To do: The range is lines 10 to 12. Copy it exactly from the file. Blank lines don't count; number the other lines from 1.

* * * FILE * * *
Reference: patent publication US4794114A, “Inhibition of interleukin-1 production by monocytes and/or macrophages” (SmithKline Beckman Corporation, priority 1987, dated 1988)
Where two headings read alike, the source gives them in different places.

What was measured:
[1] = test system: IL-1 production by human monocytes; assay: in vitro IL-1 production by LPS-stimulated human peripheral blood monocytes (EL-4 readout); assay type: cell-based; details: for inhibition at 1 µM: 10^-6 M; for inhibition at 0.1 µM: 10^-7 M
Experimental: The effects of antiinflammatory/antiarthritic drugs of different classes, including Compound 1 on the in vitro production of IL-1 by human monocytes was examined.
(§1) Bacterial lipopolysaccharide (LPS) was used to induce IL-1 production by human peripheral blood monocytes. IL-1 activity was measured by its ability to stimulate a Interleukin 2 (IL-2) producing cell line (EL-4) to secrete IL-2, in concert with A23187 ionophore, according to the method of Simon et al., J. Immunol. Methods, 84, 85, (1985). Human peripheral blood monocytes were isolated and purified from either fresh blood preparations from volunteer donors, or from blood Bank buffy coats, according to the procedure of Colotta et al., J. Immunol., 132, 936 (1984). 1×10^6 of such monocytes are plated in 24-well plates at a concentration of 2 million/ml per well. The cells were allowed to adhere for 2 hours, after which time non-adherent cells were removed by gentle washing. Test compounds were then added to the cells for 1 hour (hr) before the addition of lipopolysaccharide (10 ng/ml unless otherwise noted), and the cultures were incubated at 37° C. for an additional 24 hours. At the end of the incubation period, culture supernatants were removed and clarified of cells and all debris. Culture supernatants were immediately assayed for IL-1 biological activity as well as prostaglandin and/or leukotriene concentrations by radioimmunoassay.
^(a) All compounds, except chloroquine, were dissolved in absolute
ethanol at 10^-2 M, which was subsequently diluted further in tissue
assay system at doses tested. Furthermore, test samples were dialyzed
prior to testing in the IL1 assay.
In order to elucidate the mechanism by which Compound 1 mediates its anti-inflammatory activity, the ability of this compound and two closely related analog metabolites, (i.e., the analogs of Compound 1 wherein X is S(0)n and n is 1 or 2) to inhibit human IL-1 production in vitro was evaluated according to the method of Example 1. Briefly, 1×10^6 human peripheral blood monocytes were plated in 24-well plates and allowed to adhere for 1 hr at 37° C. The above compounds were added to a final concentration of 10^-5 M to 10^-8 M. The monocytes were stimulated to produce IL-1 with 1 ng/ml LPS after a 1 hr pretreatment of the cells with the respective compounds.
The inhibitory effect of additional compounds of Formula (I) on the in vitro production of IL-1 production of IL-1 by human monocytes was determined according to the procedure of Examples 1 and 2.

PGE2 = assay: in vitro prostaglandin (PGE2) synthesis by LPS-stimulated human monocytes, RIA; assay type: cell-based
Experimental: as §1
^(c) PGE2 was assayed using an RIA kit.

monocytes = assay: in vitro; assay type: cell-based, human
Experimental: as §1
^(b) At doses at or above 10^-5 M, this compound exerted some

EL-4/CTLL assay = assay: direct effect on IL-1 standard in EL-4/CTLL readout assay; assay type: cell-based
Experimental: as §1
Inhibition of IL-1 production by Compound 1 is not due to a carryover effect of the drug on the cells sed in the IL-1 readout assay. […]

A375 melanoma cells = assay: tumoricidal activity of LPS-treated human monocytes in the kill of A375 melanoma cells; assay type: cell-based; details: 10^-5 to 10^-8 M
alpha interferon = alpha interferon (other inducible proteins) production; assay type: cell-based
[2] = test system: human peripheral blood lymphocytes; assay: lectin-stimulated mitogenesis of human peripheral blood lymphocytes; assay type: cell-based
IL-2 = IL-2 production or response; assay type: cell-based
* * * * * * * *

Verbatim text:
prior to testing in the IL1 assay.
In order to elucidate the mechanism by which Compound 1 mediates its anti-inflammatory activity, the ability of this compound and two closely related analog metabolites, (i.e., the analogs of Compound 1 wherein X is S(0)n and n is 1 or 2) to inhibit human IL-1 production in vitro was evaluated according to the method of Example 1. Briefly, 1×10^6 human peripheral blood monocytes were plated in 24-well plates and allowed to adhere for 1 hr at 37° C. The above compounds were added to a final concentration of 10^-5 M to 10^-8 M. The monocytes were stimulated to produce IL-1 with 1 ng/ml LPS after a 1 hr pretreatment of the cells with the respective compounds.
The inhibitory effect of additional compounds of Formula (I) on the in vitro production of IL-1 production of IL-1 by human monocytes was determined according to the procedure of Examples 1 and 2.